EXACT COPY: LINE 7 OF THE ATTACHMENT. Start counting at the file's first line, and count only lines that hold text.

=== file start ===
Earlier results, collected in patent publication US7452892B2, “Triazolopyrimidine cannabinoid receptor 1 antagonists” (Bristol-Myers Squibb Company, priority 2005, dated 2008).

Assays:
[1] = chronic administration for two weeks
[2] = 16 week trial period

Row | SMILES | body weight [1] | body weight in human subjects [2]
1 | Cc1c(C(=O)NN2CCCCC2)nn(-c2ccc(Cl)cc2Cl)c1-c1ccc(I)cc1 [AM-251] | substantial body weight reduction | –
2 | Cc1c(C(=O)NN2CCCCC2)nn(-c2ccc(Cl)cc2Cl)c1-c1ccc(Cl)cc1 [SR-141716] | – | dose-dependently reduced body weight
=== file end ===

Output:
2 | Cc1c(C(=O)NN2CCCCC2)nn(-c2ccc(Cl)cc2Cl)c1-c1ccc(Cl)cc1 [SR-141716] | – | dose-dependently reduced body weight